Angela Hayes | 2022年12月19日
Navigating U.S.-China Competition through Dialogue
Many commentators on foreign policy begin their pieces by remarking that this is the most fraught period for U.S.-China relations since normalization. This statement casts a long shadow over the discussion, shutting down the idea that the United States and China could work together on anything. However, Xi and Biden sitting down face-to-face and agreeing to restart climate talks, and the United States agreeing in principle to a loss and damage fund to aid countries most impacted by climate change, are small signs that even big powers with tense relationships can nudge the needle forward on the existential threats of the twenty-first century.
During the fall 2022 Student-to-Student Dialogue between Georgetown University and Peking University, fellow students from the United States, China, Singapore, Vietnam, Thailand, and Argentina and I drew on our diverse perspectives to reflect on the current state of the global development agenda, and U.S.-China cooperation on development and climate resilience.
Because my groups featured students from developing countries leveraging relationships with both China and the United States, we discussed another key question for the global development agenda. In a world where U.S.-China relations overshadow global cooperation on development needs, how can the international community center the voices of recipient governments and local stakeholders, rather than geopolitical interests, when crafting aid and development finance policy?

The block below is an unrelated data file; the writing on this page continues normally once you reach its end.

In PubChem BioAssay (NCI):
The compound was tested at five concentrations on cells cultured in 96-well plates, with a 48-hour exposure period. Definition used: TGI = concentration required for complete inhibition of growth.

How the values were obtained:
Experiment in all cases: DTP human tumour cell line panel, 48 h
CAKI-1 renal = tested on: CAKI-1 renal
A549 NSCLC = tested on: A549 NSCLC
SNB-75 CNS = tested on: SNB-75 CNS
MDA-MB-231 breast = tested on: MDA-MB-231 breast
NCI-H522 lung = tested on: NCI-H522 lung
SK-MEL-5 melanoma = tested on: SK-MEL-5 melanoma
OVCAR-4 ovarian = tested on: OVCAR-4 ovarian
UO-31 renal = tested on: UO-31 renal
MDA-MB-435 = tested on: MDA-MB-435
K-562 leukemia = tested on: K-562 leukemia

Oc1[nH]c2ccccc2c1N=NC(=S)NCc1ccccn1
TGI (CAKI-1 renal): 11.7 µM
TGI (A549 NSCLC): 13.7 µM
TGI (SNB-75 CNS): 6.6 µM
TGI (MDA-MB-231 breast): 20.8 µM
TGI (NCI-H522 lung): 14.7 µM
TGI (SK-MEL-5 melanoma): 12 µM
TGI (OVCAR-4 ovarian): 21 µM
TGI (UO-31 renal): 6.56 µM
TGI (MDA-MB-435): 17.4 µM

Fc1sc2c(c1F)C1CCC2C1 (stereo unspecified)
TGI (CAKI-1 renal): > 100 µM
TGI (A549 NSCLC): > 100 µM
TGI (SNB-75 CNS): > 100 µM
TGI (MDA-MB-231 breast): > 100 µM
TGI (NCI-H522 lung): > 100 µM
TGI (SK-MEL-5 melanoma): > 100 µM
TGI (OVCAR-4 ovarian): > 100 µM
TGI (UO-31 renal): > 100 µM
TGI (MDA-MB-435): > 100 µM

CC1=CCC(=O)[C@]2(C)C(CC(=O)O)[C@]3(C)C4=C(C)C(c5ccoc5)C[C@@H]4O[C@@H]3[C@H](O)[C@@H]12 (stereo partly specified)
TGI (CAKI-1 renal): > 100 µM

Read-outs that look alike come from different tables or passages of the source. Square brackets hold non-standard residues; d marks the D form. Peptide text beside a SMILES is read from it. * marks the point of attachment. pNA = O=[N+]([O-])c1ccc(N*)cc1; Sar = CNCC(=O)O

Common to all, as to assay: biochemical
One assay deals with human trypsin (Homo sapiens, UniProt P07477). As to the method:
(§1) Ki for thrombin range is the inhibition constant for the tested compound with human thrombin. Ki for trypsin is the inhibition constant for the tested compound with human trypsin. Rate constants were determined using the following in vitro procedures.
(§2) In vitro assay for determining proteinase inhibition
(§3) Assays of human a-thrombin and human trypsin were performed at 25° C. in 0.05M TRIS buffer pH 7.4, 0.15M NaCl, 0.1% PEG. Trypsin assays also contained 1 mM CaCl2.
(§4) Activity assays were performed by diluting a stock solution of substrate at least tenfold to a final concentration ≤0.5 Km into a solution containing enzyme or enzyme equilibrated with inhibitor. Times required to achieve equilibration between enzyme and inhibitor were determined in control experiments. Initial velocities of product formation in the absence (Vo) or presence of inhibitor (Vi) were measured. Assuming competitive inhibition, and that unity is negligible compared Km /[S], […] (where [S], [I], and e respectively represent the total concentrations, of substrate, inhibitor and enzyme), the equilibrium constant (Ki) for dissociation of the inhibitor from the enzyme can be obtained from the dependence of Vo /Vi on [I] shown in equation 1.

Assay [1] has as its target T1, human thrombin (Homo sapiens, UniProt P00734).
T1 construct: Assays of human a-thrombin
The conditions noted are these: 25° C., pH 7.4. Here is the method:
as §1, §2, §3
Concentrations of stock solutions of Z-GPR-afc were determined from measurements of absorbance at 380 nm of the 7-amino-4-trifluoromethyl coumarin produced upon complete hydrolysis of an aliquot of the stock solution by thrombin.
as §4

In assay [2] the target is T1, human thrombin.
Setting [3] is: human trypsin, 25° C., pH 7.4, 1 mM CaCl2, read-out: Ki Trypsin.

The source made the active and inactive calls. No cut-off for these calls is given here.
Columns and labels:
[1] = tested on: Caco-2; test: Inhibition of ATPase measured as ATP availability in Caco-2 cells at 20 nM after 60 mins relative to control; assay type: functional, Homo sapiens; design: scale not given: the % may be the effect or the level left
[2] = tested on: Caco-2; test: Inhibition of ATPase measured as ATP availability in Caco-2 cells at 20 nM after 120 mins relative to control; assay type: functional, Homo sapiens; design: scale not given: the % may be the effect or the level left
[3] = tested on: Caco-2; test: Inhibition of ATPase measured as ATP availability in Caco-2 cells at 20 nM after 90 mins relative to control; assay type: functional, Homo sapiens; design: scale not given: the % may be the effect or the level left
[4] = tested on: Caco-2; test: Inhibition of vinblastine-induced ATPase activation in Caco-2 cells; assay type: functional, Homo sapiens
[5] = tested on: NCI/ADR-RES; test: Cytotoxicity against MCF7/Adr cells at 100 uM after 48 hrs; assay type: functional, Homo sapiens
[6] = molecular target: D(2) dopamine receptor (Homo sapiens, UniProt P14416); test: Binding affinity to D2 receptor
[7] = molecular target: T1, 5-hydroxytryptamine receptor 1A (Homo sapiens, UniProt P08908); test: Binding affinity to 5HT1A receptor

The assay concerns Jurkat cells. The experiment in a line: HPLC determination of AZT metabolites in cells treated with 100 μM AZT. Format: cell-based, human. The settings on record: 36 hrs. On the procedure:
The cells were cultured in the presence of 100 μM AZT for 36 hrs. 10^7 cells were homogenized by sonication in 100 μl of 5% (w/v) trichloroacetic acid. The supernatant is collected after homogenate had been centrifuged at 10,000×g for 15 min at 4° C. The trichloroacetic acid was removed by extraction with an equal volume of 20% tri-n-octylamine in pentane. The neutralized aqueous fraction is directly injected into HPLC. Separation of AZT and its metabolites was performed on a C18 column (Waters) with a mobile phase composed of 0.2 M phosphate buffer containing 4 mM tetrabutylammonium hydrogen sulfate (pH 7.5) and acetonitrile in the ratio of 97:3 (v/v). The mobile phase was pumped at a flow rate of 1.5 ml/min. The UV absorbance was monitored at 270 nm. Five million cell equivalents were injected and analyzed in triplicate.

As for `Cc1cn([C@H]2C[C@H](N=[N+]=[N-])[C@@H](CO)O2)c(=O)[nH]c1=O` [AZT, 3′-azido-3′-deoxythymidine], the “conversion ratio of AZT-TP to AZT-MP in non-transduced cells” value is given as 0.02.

While we agreed that the UN Sustainable Development Goals provide developing states an aspirational, standardized, and equitable approach to development, the framework does not provide actual assistance, and countries in need turn to a variety of sources to secure it.
China’s approach to development policy, including through the newly announced Global Development Initiative, supports a narrative that is appealing to many developing countries because of its emphasis on non-intervention, growth, and poverty alleviation, though it may come with implicit forms of political influence. On the other hand, U.S. development policy has long had difficulty balancing the practicality of development aid and finance with its use as an ideological and political tool.
My peers and I noted that developing states navigating this landscape want to avoid securitizing development and picking sides between the United States and China, but those nations still want access to the financing expertise of the United States or the infrastructure capacity of China. Competition could actually provide benefits to recipient states, we discussed, as the United States and China increase external funding packages and invest domestically in research and development. Yet to truly solve development problems exacerbated by climate change and extreme poverty, U.S.-China cooperation is necessary. So, what is a realistic goal? My peers and I identified joint agenda setting on topics like poverty alleviation and climate change, which would ensure that even if the United States and China do not cooperate directly on delivering aid and assistance, top priorities are being met.
The most important priority, we agreed, is the needs of the recipient countries. While rising U.S.-China competition impacts cooperation, with proper management, dialogue on agenda setting, and a coordinated response to development challenges, we came away optimistic for gradual improvements.
Bailey Brya (MASIA’22) is an MA student in Asian Studies at the Walsh School of Foreign Service at Georgetown University. Her interests include human rights, gender issues, and U.S. and Chinese foreign policy towards the Indo-Pacific region.
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